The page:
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The Alumni
In this issue's Alumni section:
Foreigner at Radcliffe - Success, 25 Years Out - Young at Harvard - Voters' Choice - Mount Harvard Club - Recordbreakers - Medalists Three - Preservationist - Sister Act - Yesterday's News

For more alumni web resources, check out Harvard Gateways, the Harvard Alumni Association's website
Yesterday's News
Yesterday's News


Speaking on the afternoon of Commencement day, Massachusetts governor Calvin Coolidge calls education the nation's biggest industry and the one that yields the largest dividends, and says citizens must be prepared to pay market price for "marked intellectual ability and teaching power."


Construction crews are busy pouring foundations for the first units of the new "houses" on Plympton and DeWolfe Streets, raising the steel frame of the new athletic building, and converting Boylston Hall from a mostly science to a mostly nonscience facility.


The Harvard Club of Hawaii welcomes President Franklin Delano Roosevelt '04 and the Harvard baseball team to its annual picnic.


After sweeping Yale for the second year in a row at New London, the heavyweight crew sails for England, where it captures the Grand Challenge Cup at Henley--last won by a Harvard team in 1914.


President James Bryant Conant offers Harvard's Dumbarton Oaks estate in Washington, D.C., for a conference of delegates from Britain, Russia, and the United States to plan for the preservation of peace in the postwar world.


Fully air-conditioned Lamont Library, open to both sexes during summer school, becomes the center of activity during the hottest Cambridge summer yet recorded.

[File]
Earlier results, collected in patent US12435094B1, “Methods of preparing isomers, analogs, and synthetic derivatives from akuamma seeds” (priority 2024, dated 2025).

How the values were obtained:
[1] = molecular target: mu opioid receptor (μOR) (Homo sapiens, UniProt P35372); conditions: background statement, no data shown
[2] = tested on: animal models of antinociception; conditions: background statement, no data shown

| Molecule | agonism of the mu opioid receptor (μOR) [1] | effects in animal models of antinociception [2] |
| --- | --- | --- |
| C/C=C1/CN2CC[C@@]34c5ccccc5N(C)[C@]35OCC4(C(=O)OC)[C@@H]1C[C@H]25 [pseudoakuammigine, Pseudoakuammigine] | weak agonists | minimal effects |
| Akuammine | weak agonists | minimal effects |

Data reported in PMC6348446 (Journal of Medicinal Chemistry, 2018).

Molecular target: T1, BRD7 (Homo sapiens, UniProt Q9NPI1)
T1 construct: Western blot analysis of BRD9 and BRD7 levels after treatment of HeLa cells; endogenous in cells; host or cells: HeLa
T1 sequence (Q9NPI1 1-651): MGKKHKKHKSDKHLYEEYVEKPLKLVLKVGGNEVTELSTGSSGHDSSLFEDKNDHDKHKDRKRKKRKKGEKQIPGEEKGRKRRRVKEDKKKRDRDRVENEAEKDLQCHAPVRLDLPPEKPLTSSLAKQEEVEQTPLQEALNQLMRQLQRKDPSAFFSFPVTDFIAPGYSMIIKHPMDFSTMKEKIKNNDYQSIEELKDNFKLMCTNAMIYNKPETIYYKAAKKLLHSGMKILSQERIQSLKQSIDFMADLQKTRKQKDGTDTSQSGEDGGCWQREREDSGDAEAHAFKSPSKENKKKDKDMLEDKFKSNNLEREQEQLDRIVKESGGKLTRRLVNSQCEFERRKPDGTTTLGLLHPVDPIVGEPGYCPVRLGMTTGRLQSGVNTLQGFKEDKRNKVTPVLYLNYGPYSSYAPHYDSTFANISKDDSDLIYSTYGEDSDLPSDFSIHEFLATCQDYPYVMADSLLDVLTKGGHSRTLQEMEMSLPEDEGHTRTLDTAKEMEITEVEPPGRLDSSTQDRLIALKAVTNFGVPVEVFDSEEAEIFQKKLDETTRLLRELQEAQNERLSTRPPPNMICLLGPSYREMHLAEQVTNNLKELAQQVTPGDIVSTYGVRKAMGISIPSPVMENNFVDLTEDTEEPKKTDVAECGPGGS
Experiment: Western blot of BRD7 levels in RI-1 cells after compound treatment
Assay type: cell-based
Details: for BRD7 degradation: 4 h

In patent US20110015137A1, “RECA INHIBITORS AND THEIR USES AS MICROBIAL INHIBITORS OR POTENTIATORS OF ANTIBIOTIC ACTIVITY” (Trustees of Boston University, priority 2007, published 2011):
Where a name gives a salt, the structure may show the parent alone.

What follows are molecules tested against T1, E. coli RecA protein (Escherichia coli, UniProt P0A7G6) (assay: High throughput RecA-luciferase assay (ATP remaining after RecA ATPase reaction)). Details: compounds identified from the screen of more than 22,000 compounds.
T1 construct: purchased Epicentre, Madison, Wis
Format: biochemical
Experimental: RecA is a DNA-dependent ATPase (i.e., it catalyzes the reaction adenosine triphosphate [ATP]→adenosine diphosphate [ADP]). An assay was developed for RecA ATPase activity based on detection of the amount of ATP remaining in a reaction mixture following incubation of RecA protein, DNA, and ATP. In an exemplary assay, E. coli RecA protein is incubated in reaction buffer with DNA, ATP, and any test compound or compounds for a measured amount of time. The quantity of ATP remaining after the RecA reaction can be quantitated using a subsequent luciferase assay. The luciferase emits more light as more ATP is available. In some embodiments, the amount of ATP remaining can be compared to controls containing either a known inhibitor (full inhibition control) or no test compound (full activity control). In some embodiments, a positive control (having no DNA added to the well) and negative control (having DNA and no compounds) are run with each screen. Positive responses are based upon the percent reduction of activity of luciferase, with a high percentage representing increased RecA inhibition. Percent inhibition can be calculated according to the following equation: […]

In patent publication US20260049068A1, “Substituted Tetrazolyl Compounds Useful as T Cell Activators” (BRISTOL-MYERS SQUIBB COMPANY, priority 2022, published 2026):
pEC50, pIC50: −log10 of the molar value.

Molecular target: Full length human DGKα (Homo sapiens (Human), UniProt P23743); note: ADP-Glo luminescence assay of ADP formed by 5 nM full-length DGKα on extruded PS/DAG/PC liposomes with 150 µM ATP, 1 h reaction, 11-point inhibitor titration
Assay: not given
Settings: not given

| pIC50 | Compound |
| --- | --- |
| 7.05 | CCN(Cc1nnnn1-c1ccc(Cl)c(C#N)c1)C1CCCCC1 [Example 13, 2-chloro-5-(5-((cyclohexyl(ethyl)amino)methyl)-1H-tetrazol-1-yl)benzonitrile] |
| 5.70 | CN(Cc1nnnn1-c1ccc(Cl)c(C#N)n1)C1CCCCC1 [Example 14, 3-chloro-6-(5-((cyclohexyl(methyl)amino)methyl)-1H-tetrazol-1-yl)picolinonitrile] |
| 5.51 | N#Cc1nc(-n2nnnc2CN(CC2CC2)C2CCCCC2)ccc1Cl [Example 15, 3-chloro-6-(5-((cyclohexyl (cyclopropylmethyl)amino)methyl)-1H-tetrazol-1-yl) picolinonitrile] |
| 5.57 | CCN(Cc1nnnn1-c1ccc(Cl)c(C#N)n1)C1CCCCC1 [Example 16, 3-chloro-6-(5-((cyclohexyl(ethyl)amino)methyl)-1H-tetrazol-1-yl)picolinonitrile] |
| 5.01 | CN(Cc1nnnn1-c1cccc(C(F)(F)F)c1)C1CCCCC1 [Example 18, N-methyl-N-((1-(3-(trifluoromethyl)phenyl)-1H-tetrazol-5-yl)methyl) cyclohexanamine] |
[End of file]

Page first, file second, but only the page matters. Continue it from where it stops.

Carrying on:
Quincy House is rushed toward completion for September occupancy. Meanwhile, summer school enrollment leaps by 25 percent, to 3,669 students, including 306 from 61 foreign countries.


Post-Commencement statistics reveal that, excluding seniors headed for engineering, research, and technical jobs, the Peace Corps (at 16 percent) claims the largest segment of new graduates.


New studies offer various plans for improving Harvard Square: among the issues involved are the dearth of parking spaces and debate over rerouting cars, proposed guidelines for real-estate development, and Harvard's long-range development plans.


Despite a June ruling by the Supreme Court that colleges can require "reasonable physical qualifications" of their applicants, Harvard will abide by its plan to make all buildings accessible to disabled persons by 1980 by installing ramps and elevators.


Harvard Stadium enjoys an Olympic moment as a site of quarterfinal rounds in men's soccer. At the opening ceremonies, skydivers form the Olympic rings high over the stadium; the diver who misses the playing field and lands on the roof of a nearby building is unhurt.

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